Researcher: The clocks are ticking and the climate is changing
Dartmouth plant biologist C. Robertson (Rob) McClung is not your typical clock-watcher. His clocks are internal, biological, and operate in circadian rhythms—cycles based on a 24-hour period. Living organisms depend upon these clocks to keep pace with the Earth's daily rotation and the recurring changes it imposes on the environment. These clocks allow the plant or animal to anticipate the changes and adapt to them by modifying its biology, behavior, and biochemistry.
"If you know that the sun is going to go down, and if you are a photosynthetic plant, you have to readjust your metabolism in order to make it through the night," says McClung.
Seeking Knowledge Among the Weeds
McClung, the Patricia F. and William B. Hale 1944 Professor in the Arts and Sciences, uses the Arabidopsis plant in his research on the mechanisms that affect plant behavior and its genetics. He jokingly refers to it as "an inconsequential little weed," but holds it in high esteem as an experimental test bed.
According to the National Institutes of Health, this member of the mustard family is the model organism for studies of the cellular and molecular biology of flowering plants. "Because plants are closely related, it is quite likely that knowledge derived from Arabidopsis studies can be readily transferred to agronomically important species," says McClung.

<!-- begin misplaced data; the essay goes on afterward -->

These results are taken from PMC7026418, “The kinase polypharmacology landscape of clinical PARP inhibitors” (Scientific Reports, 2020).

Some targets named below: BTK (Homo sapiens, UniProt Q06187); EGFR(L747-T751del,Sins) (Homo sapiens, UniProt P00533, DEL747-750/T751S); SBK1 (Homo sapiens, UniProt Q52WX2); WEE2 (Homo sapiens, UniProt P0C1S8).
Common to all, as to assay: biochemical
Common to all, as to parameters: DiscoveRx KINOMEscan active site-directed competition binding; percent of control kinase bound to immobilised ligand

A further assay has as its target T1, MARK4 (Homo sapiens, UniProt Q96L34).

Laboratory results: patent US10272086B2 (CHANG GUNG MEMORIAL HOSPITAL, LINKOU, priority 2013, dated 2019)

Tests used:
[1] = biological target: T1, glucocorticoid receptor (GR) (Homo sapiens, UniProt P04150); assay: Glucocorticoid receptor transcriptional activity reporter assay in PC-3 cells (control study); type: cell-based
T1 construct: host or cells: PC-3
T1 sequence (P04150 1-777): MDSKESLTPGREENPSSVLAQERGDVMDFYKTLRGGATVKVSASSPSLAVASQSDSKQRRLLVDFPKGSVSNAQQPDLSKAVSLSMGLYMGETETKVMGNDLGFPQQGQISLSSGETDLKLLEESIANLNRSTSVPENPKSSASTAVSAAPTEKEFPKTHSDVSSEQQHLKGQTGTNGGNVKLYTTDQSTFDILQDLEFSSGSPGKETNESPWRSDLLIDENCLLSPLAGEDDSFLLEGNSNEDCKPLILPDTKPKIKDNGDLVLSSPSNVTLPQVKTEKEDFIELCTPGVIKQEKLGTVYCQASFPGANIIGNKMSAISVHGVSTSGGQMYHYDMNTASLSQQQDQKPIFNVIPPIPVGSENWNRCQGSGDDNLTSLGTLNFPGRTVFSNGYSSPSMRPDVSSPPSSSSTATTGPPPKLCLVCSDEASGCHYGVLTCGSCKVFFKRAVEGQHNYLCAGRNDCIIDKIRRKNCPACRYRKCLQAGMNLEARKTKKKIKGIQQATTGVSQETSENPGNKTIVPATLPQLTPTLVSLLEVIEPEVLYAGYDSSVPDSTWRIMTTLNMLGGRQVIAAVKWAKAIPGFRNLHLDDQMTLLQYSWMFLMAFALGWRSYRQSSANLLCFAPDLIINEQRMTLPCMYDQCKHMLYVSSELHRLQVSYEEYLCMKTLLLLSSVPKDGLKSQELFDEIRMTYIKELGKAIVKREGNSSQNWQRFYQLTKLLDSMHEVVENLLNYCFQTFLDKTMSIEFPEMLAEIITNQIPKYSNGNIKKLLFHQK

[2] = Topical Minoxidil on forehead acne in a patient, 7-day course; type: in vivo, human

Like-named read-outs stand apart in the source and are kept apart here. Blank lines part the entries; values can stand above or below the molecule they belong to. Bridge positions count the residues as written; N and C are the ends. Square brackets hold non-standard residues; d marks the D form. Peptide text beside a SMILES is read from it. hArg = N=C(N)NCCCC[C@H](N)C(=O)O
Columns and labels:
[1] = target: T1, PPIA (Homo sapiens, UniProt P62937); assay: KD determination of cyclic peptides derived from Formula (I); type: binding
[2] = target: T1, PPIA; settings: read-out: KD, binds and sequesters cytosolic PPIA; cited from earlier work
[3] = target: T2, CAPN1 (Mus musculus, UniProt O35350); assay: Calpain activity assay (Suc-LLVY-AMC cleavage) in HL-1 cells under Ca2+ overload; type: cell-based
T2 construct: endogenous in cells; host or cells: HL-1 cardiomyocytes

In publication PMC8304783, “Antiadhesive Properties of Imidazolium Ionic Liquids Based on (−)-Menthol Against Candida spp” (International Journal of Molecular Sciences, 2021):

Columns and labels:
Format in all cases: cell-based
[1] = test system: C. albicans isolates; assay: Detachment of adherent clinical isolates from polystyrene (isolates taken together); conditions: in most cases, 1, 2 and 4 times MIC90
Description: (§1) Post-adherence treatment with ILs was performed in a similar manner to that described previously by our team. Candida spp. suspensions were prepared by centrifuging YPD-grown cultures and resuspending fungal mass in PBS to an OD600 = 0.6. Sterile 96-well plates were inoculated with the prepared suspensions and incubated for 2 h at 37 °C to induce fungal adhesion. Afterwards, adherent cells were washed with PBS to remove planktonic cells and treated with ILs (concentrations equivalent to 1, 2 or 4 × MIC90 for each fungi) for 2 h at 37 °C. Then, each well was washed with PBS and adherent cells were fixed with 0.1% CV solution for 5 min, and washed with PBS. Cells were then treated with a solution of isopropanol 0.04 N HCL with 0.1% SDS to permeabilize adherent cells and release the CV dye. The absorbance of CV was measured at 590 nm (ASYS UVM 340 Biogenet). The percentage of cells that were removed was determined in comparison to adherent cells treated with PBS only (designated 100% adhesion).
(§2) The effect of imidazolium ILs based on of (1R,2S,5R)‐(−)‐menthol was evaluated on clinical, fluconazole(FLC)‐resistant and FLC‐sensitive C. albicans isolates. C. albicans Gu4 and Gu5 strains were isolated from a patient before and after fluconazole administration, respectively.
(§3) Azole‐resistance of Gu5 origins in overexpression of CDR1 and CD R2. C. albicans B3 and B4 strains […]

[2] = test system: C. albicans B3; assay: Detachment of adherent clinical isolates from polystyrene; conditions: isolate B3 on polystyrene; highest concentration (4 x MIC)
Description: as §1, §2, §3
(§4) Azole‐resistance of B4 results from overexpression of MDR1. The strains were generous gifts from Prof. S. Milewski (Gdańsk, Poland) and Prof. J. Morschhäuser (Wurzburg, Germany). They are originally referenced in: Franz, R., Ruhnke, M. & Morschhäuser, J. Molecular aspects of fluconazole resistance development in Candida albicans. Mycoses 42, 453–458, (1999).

Water and the Changing Climate
McClung sees internal clocks as increasingly important in the face of global climate change, and to agricultural productivity in particular. "In the context of climate change and the need to exploit increasingly marginal habitats, fuller understanding of clock mechanisms may offer strategies to improve crop productivity," says McClung. "We need to know how an organism measures time and how it uses that information to coordinate its physiology and behavior."
Water is the landscape on which biological clocks and climate change intersect. Agriculture consumes the vast majority of our water, and warmer and dryer conditions are predicted for much of the agricultural land of the United States. This is based on our current understanding of the changes predicted to be associated with global warming and in this scenario our aquatic resources will become increasingly scarce.
Water is lost during the gas exchange that takes place in photosynthesis—carbon dioxide in, oxygen out—through small pores in the surface of leaves that periodically open and close under the control of a biological clock. Exercising control over this clock could be a means of conserving water. "We know that these little cells on the surface of the leaf are controlled by the clock," says McClung. "It could be that different clocks regulate it slightly differently, and we would like to find the best clock, fine-tune it, and perhaps optimize the ability to get CO2 in without losing water."
Water figures prominently in another aspect of plant physiology. Water moves up through the stem to the leaves, involving proteins called aquaporins. "There is a big family of genes that encode aquaporins, and in Arabidopsis the circadian clock governs the expression cycles of about a third of those genes," says McClung. "That suggests there is mechanism to actually regulate this hydraulic conductivity over time, constituting another instance where the clock is involved in water use efficiency."